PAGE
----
Control of black flies in the Athabasca River: Evaluation and recommendations for chemical control of Simulium arcticum Malloch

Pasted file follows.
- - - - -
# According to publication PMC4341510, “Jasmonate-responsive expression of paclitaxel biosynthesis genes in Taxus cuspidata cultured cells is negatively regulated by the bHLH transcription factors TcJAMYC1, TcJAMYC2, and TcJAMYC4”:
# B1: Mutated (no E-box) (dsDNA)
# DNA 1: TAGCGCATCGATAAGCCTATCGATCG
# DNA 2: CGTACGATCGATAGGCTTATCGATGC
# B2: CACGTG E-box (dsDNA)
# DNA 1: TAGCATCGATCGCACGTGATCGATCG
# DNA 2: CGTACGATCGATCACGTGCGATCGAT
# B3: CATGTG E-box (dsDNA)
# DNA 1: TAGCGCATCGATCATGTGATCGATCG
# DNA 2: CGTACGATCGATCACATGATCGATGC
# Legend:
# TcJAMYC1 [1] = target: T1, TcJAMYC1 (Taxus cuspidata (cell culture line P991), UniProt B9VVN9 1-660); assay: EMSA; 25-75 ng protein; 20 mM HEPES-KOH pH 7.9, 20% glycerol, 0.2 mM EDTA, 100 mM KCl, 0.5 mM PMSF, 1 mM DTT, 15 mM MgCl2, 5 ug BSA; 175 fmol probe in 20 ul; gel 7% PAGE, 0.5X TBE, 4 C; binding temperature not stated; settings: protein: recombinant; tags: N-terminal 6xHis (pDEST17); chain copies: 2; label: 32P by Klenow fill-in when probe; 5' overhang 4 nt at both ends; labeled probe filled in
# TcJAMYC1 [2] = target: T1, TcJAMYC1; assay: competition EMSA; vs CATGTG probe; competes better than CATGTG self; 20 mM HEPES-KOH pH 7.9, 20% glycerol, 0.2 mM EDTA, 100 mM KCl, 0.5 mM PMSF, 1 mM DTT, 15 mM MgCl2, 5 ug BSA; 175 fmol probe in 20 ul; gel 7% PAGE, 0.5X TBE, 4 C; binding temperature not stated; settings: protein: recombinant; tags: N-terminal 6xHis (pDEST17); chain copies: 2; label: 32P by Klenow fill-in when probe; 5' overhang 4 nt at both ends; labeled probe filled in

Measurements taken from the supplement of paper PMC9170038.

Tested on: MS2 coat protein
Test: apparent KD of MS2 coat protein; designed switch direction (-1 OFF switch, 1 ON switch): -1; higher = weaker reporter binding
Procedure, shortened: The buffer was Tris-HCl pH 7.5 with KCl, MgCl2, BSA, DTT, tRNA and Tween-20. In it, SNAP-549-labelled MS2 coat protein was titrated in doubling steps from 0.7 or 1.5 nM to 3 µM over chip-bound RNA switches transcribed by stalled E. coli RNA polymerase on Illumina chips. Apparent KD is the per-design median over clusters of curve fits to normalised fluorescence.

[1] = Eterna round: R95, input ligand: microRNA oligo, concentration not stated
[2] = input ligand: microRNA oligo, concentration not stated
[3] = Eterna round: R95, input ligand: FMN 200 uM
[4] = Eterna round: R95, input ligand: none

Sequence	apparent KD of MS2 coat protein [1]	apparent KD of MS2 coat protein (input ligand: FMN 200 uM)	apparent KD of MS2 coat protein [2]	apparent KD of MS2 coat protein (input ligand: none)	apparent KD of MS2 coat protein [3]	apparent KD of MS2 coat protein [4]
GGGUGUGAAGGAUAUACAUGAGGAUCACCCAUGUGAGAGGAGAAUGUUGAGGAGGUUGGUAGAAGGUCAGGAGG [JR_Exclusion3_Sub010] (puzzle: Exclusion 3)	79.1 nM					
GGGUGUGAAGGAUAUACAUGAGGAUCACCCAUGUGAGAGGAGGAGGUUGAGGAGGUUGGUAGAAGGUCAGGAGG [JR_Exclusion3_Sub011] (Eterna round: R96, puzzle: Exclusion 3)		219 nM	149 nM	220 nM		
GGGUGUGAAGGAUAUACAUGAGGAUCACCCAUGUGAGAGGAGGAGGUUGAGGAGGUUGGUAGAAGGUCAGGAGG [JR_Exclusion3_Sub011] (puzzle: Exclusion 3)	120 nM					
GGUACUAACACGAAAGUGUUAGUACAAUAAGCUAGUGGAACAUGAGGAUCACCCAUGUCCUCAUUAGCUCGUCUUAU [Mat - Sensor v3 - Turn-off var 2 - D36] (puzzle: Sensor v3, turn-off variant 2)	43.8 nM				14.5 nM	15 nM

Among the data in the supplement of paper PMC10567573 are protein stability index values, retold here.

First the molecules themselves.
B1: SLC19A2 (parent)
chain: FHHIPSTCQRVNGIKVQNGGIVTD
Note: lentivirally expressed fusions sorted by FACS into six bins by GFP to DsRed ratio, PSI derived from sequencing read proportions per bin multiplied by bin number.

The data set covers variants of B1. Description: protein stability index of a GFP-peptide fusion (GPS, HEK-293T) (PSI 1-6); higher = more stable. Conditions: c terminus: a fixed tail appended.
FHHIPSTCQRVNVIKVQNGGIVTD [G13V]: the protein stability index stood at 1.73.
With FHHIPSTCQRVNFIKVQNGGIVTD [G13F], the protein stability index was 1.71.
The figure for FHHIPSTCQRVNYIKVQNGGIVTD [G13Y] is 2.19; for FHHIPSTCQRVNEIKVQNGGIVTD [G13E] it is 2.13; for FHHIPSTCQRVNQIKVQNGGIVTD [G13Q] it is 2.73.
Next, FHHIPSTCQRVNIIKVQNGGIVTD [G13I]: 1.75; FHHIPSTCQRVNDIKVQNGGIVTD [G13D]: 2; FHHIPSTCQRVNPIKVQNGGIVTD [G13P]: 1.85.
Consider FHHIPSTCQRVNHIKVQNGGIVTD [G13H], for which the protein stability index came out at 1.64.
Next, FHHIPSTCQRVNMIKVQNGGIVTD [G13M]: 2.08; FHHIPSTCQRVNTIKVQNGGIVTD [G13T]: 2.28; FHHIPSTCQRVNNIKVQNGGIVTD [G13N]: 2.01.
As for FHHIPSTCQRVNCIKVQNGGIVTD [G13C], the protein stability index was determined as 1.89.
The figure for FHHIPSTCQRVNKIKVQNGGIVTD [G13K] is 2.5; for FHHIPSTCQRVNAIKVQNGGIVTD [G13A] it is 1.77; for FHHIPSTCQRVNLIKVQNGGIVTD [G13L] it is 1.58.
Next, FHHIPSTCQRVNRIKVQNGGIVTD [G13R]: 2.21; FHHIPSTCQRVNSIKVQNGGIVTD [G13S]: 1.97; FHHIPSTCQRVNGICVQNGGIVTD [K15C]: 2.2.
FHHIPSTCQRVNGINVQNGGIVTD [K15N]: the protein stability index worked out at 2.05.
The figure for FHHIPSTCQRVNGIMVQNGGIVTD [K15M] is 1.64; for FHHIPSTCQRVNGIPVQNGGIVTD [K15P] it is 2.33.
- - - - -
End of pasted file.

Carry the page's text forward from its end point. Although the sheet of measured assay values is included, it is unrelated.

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  • The program was designed from feasibility studies to develop and evaluate chemical control of S. arcticum in the Athabasca River. This appeared to be the most immediately achievable and economically practical approach to prevention of severe pest outbreaks and to reduction of farm losses in livestock production. Projects and interagency participation were outlined within six objectives: 1. To identify and characterize the breeding sources of the black fly S. arcticum in the Athabasca River and to develop methods of treating the river with a pesticide to reduce the production of the pest in a selected area; 2. To determine the level and extent of reduction in breeding sources required in abatement operations to provide economic reductions of infestations in contiguous agricultural areas; 3. To estimate infiltration rates for populations of the pest reinfesting agricultural areas from sources outside the area of the abatement operation; 4. To develop methods of monitoring an abatement operation for deleterious effects of treatments on aquatic non-target organisms and the river environment; 5. To develop criteria for acceptable impact on the river environment in conjunction with specifications for pesticidal treatment of river systems; and 6. To assess the impact of infestations of S. arcticum and other related biting flies and the effect of abatement procedures on the productivity of livestock and development of livestock enterprises, and to evaluate the benefits of animal protection in the area. Primary emphasis in these studies has been placed on S. arcticum as the pest incriminated in severe outbreaks of biting flies affecting livestock enterprises in Athabasca County and Improvement District No. 18. The program has been designed to embrace the more extensive problems of biting flies in agriculture, and concomitantly to provide information necessary for management of problems of black flies that occur during the development of resource and recreational industries in northern Alberta.

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